MIT explains why bad habits are hard to break

Why do you get excited when you see a coffee mug after years of going without coffee? Because your neurons remember.

Old habits don't die. They hibernate.

Habitual activity--smoking, eating fatty foods, gambling--changes neural activity patterns in a specific region of the brain when habits are formed. These neural patterns created by habit can be changed or altered. But when a stimulus from the old days returns, the dormant pattern can reassert itself, according to a new study from the Massachusetts Institute of Technology, putting an individual in a neural state akin to being on autopilot.

"It is as though, somehow, the brain retains a memory of the habit context, and this pattern can be triggered if the right habit cues come back," Ann Graybiel, the Walter A. Rosenblith professor of neuroscience in MIT's Department of Brain and Cognitive Sciences, said in a statement. "This situation is familiar to anyone who is trying to lose weight or to control a well-engrained habit. Just the sight of a piece of chocolate can reset all those good intentions," Graybiel said.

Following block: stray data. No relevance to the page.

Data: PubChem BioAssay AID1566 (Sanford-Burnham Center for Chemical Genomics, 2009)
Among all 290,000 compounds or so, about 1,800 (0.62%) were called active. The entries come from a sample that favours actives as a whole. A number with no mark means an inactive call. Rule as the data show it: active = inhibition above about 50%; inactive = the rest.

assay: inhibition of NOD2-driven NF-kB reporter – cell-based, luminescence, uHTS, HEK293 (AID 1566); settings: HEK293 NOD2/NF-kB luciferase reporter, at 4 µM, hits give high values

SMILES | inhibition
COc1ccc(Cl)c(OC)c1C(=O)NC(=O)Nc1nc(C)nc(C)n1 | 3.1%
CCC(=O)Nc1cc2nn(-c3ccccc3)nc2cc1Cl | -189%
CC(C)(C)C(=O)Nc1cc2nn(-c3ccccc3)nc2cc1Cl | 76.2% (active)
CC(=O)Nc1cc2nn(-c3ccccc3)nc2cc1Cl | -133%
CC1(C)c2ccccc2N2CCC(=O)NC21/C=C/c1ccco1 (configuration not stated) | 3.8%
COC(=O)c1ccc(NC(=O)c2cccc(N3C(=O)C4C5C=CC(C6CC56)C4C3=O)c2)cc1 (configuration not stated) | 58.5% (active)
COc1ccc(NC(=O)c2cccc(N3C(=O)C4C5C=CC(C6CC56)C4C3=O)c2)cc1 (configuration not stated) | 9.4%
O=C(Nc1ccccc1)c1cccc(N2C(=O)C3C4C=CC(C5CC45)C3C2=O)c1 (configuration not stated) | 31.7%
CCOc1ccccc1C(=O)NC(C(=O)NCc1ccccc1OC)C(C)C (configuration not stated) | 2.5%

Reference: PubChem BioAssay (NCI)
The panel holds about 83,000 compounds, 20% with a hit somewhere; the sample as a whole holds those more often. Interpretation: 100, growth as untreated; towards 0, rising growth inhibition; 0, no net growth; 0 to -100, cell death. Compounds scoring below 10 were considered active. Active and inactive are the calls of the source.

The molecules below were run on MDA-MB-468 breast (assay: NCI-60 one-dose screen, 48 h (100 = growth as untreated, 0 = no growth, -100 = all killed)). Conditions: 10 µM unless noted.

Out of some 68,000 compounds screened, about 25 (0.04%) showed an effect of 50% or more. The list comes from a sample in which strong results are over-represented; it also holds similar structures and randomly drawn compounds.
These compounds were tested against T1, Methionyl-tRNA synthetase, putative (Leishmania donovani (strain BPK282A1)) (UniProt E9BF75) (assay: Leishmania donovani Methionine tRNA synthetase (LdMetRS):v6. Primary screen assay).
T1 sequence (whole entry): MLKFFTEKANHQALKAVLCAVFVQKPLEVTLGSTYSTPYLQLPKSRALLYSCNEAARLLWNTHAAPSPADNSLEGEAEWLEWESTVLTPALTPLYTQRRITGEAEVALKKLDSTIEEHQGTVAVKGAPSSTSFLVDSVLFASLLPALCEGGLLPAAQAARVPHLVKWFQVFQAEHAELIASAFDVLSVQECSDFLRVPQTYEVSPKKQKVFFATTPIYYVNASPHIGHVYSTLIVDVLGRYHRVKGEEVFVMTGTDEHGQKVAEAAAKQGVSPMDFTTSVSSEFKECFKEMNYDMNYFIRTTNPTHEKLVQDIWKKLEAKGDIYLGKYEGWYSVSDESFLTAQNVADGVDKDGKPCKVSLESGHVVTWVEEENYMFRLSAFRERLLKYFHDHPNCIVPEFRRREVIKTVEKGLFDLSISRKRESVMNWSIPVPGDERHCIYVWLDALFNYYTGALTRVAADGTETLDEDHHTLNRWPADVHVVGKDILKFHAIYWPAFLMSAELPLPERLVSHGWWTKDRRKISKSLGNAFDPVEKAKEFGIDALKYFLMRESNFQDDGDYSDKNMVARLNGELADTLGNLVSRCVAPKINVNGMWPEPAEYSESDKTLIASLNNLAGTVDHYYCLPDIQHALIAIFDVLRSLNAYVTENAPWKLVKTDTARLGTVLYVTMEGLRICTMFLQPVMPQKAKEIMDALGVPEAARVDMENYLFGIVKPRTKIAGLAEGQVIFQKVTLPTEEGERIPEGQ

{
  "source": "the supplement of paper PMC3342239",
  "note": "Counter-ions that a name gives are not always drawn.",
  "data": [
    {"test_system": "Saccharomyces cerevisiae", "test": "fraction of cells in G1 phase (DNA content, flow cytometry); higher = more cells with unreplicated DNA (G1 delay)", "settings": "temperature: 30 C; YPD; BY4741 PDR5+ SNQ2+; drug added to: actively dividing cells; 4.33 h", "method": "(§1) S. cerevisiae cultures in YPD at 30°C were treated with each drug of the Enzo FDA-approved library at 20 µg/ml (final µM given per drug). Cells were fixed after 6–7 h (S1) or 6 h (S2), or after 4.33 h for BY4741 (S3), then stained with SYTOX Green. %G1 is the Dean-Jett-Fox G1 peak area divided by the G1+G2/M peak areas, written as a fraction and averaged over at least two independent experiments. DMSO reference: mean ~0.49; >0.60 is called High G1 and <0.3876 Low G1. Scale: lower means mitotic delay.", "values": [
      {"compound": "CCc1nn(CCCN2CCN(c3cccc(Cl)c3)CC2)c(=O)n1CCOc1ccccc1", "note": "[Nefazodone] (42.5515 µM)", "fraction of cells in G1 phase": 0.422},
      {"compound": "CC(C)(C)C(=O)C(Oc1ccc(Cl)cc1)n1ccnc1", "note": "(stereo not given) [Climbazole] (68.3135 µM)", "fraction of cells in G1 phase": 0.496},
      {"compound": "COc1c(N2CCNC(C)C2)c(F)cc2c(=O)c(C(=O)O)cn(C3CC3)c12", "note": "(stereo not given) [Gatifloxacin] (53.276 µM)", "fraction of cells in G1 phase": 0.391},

The neural patterns get established in the basal ganglia, a brain region critical to habits, addiction and procedural learning. In Graybiel's experiments, rats learned via specific cues that there was chocolate at one end of a T-shaped maze. While the rats were still learning, their basal ganglia neurons chattered throughout the maze run. That's because in the early stages, the brain seeks out and soaks in information that could prove important.

As the rats learned to focus in on guiding cues (in the experiment, an audible tone that guided them toward the chocolate), the behavior of the neurons changed. They fired intensely at the beginning and the end, but remained relatively quiet while the rats scurried through the maze.

Subsequently, the reward was removed. While the audible cue became meaningless, everything in the maze from beginning to end became relevant again. The neurons fired throughout the run. But when the reward reappeared, the pattern of beginning and ending spikes separated by downtime reappeared.

Sound familiar?

Graybiel speculated that the beginning and ending spike patterns reflect the nature of a routine behavior. Once initiated, individuals essentially know what to do next. Excitement returns when the reward appears. While the neural patterns can be created through voluntary activity, this sort of pattern also appears in certain disorders. Parkinson's patients, for instance, have difficulty starting to walk, and obsessive-compulsive people have trouble stopping incessant behavior.

Ideally, the research will help scientists come up with new techniques for more firmly changing habitual or addictive behavior.

A more full report will be published in the Oct. 20 issue of Nature. The National Institute of Health and the Office of Naval Research supported the research.

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